This article explores the ambiguous role of gender in Matthew Arnold’s poetry and early criticism, an aspect of his work hitherto almost entirely neglected by Victorian scholars. In the first part, a link is posited between effeminate caricatures of Arnold and his early work and those of John Henry Newman and the Oxford Movement, whose notions about the peculiar spiritual value of poetry and of contemplative seclusion exercised a pervasive influence upon Arnold as an Oxford undergraduate in the early 1840s and indeed throughout his life. The article goes on to suggest that while Newman felt confident enough to propose an alternative ideal of manliness based upon the traditionally feminine, yet irrefutably Christian, virtues of self-denial, self-inspection and obedience, Arnold lacked the certainty which Newman’s faith gave him, and, in addition, felt that he had failed to live up to the contrasting ideal of self-assertive, active manliness propounded by his father, Newman’s arch-rival and critic, Thomas Arnold.
Matthew Arnold and the Problem of Manliness
Guest Editor's Introduction
This introductory article explains the aims of the interdisciplinary conference “Masculinity and the Other” held at Balliol College, Oxford, August 29-30, 2007, at which all of the papers comprising this special issue of Thymos: Journal of Boyhood Studies were first presented. It points out the prominence which the notions of the “boy” and boyhood and the life-cycle enjoyed at the conference and seeks more generally to suggest the benefits a more fully integrated discussion of these topics might bring to the fields of masculinity and gender studies.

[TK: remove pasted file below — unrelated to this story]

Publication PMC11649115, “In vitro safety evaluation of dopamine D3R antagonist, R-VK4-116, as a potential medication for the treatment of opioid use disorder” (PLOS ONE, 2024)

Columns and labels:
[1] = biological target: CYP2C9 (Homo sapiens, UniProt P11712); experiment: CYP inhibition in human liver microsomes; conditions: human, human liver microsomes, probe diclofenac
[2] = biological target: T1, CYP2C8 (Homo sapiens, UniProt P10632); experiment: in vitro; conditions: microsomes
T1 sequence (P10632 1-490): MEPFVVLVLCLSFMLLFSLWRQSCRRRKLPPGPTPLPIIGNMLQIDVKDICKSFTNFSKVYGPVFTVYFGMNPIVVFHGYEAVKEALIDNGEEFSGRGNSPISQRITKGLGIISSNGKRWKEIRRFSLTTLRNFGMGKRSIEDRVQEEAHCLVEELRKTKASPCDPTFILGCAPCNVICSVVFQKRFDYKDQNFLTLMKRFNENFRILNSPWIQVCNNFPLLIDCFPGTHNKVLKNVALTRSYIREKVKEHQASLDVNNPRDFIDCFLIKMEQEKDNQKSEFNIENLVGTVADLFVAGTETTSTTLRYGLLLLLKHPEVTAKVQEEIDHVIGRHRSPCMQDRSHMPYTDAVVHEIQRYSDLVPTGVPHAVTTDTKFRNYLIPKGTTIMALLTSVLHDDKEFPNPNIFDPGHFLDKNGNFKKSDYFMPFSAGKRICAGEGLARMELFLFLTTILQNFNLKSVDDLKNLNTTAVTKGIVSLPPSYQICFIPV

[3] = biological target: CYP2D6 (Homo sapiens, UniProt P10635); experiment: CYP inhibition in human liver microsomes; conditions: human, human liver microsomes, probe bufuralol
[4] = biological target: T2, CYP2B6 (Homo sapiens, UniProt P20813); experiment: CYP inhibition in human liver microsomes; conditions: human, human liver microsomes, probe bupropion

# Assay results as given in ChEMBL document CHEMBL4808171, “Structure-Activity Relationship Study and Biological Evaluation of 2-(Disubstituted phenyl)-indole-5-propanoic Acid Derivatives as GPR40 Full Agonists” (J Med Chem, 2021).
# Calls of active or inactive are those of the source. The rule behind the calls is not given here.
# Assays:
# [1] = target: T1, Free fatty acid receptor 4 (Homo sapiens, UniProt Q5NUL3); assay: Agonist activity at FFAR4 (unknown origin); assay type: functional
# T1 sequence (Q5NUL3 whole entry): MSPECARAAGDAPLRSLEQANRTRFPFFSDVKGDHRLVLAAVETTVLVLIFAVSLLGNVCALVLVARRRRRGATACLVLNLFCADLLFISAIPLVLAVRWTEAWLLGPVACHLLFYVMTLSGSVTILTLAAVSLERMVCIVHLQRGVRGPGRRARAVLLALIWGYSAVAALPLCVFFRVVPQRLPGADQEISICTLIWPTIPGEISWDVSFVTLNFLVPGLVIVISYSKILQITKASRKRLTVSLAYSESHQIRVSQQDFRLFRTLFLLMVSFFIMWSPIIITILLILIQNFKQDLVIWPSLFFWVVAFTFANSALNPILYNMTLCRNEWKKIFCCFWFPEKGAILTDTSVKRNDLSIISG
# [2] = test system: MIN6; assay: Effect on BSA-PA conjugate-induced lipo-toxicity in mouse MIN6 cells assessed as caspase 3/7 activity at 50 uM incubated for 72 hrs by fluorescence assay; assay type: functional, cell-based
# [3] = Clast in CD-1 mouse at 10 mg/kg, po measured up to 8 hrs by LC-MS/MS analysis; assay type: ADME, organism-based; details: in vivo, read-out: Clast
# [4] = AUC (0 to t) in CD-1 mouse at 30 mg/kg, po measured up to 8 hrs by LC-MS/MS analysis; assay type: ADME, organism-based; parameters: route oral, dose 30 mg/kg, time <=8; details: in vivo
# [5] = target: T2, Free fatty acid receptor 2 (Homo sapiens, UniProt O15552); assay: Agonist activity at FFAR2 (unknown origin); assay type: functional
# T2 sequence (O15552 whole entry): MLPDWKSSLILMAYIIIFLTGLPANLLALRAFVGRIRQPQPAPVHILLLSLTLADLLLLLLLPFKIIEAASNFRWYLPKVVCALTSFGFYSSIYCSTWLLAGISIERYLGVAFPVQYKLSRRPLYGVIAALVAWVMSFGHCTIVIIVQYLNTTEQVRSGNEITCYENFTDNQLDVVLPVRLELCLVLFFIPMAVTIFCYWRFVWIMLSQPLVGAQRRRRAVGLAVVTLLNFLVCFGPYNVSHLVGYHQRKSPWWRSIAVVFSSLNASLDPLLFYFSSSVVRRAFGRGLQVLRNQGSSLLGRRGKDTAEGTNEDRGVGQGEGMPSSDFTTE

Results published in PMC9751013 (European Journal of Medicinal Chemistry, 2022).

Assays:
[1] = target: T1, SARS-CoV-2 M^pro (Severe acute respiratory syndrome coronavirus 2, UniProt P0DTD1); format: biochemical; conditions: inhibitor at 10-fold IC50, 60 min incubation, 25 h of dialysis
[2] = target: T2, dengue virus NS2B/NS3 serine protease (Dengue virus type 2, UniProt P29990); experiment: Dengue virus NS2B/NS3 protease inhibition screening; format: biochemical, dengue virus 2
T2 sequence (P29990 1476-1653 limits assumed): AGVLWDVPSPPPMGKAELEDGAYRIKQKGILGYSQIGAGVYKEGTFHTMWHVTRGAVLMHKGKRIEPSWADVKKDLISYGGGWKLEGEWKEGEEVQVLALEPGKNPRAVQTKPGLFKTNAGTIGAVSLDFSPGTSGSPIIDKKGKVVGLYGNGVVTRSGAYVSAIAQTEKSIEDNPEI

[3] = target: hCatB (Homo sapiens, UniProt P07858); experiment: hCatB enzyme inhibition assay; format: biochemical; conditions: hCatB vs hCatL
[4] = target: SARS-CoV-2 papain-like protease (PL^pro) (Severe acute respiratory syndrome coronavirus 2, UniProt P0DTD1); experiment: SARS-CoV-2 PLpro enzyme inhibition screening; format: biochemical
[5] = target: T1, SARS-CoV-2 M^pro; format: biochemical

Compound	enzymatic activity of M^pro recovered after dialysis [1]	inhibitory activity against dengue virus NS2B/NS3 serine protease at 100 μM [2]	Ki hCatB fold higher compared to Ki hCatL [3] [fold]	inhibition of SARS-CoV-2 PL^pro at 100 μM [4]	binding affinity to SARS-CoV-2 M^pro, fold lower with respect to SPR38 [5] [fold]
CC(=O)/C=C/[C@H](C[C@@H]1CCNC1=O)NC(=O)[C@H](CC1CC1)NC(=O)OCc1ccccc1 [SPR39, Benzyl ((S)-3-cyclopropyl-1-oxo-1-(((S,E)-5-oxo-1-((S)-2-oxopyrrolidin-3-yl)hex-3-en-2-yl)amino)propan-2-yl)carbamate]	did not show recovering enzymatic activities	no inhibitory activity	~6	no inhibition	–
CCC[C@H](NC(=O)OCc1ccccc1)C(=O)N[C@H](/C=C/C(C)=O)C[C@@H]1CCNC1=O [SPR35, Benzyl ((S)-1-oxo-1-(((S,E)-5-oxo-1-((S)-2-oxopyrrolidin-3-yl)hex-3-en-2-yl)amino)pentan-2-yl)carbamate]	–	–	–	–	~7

Catherine E. Anderson, Heather Ellis, David Haldane Lawrence, Ian Peddie, Madhudaya Sinha, Graeme Smart, Alexandra Tankard, Amelia Yeates and Karen Yuen
Notes on contributors
Martin Ashley, Jürgen Budde, Andrew Calimach, Heather Ellis, Pauline Farley, Stephen T. Graef, Diederik Janssen, Amanda Keddie, Bertha Mook, Peter Redman and Maria Elena Reyes
For this, the sixth issue of Thymos, which will conclude its third year of publication and with a lively plan of upcoming issues already in place, I asked the members of our editorial board and all past contributors to Thymos to informally respond to this question: “As someone who has written about ‘the boy’ and ‘boyhood’, how do you conceptualize and define these terms as you begin to study and write about issues facing ‘boys’, in the cities, in rural settings, in schools, in various contemporary cultures?” I also suggested that the meaning of “the boy” and “boyhood” may, in fact, be the central issue of boyhood studies at this point. The question elicited eleven remarkably different responses, which follow.